In response to our recent article on the newly-enabled ability to ask (and actually have the teeth to receive) a judge’s recusal, prompted the following explanation.  It was too good to leave unread in the comments (Video can be found here):

The first case to be decided under the new recusal rule may be People v Alexander Aceval, where the recusal of former Wayne County Circuit Judge/now Michigan Supreme Court Justice Diane Hathaway is sought by the defense in a Motion filed 10-16-09.

Aceval’s attorneyDavid L. Moffitt alleges that a vertically integrated perjury conspiracyby Wayne County Circuit Judge Mary Waterstone, Wayne County Prosecutor’s Office Drug Unit Chief Assistant Prosecutor Karen Plants, and two Inkster Police Officers, wrongfuly convicted Aceval with perjured testimony in 2006. APA Plants and Judge Waterstone made secret, ex-parte transcripts of their operation of the conspiracy, that unexpectedly subsequently came to light.

Moffitt has also requested the appointment of a temporary alternate Justice to break the tie, remand to a Court of Appeals Special Panel, and disclosure of the circumstances of Justice Corrigan’s recusal, which Moffitt alleged may have been deliberately sought by the perjury-conspirators to “heighten the hurdle,” i.e. needing 4 out of 6 instead of 4 out of 7 Justices, to grant the Application for Leave. Details of the case, media coverage, and briefs and transcripts, are available at davidlmoffitt.com.

Aceval’s Application For Leave To Appeal the conviction to the Michigan Supreme Court was denied 9-25-09 in a 3-3 deadlock, across “party lines,” with Justice Corrigan recusing herself to testify as a character witness in a potential future trial of pending criminal charges against Waterstone, Plants and the officers brought by the Michigan Attorney General arising out of Aceval’s case.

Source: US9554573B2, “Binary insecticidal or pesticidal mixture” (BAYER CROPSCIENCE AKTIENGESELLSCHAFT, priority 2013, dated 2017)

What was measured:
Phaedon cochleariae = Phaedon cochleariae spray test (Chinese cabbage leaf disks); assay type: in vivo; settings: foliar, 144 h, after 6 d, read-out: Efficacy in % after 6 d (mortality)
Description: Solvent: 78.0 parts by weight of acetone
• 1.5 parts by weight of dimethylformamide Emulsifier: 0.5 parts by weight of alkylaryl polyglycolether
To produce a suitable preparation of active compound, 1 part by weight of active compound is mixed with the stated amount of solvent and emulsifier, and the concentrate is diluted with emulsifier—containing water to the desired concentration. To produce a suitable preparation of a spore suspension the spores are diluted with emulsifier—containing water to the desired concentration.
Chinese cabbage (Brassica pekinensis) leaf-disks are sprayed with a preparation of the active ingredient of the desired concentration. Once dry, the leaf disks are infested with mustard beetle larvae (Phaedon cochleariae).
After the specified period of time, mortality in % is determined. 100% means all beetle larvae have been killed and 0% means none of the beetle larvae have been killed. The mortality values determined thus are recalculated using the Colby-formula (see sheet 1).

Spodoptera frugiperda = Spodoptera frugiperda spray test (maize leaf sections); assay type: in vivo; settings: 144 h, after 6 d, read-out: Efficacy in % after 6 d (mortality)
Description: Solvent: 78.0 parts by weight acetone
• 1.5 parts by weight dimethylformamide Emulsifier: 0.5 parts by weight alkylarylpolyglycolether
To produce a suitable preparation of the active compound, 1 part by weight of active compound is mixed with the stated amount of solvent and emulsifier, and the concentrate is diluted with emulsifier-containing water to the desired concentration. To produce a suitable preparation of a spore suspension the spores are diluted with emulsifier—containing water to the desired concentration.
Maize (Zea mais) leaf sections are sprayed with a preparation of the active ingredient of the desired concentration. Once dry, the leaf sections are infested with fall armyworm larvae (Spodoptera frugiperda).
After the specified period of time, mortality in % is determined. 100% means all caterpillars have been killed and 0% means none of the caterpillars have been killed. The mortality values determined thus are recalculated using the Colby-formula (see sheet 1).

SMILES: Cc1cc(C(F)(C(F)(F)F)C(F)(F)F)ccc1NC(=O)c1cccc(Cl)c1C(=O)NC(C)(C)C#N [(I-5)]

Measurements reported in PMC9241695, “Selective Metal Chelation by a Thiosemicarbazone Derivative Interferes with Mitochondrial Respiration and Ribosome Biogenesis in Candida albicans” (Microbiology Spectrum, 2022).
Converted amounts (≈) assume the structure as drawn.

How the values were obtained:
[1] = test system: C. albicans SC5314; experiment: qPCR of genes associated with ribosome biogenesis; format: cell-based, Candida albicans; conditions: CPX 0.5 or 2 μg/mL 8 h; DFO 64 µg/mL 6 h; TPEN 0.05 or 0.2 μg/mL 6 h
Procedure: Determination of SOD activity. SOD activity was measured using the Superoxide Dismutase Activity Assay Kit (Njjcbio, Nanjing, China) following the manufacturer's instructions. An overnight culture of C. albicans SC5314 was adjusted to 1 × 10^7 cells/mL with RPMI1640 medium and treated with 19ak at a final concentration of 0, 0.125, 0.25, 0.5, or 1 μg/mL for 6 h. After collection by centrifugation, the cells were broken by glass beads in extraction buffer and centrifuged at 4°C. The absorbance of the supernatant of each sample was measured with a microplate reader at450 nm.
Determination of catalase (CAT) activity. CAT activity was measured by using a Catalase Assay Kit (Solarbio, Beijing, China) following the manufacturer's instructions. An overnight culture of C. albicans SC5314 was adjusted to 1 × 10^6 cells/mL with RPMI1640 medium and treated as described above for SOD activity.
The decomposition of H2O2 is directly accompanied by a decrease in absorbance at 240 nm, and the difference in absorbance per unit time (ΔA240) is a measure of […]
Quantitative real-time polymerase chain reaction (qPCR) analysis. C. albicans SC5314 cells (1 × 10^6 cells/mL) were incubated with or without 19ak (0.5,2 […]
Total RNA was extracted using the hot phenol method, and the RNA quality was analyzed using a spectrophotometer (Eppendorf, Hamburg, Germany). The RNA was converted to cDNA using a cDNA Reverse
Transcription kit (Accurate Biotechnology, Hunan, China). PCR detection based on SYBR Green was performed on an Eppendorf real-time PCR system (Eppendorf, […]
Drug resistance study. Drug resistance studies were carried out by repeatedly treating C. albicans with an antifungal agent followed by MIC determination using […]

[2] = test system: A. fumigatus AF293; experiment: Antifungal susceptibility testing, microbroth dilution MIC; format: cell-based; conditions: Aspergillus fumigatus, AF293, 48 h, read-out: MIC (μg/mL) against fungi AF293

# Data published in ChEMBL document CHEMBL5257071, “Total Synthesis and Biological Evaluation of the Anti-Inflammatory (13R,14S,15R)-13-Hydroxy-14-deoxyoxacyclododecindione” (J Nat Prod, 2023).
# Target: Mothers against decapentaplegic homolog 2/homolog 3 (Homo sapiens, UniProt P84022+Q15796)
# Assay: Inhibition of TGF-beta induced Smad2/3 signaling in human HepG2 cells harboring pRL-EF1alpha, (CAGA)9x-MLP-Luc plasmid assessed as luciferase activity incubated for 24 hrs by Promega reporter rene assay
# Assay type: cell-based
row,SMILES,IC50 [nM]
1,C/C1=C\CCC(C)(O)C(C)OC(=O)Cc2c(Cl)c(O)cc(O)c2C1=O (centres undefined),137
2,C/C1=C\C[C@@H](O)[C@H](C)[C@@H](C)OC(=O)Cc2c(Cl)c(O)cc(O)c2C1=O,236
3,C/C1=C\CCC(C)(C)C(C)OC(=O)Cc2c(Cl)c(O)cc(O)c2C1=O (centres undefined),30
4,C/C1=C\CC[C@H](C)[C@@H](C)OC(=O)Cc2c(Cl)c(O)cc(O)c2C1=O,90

Upon rehearing, Moffitt has moved to disqualify Justice Hathaway, alleging that her ojectivity could reasonably be questioned where scrutiny of wrong-doing in Aceval’s case has moved to the highest levels of Wayne County Prosecutor Kyn Worthy’s office, where Hathaway’s ex-husband Richard is Chief Assistant, and where she must directly rule upon the propriety of conduct of former Third Circuit, Criminal Division co-colleagues that took place when she served with them on that bench.

Briefs, transcripts, and media coverage of the case are archived at davidlmoffitt.com.

Healthcare Reform or Tort Reform?

In Campaign Finance, medical malpractice, MI Supreme Court, Uncategorized, undo tort reform on November 12, 2009 at 9:36 pm

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How Tort Reform Ruined Texas – PT. 2/2

In broken tort reform, Uncategorized, undo tort reform on November 12, 2009 at 9:20 pm

How Tort Reform Ruined Texas – PT. 1/2

In broken tort reform, Campaign Finance, Court recusal, undo tort reform on November 12, 2009 at 9:04 pm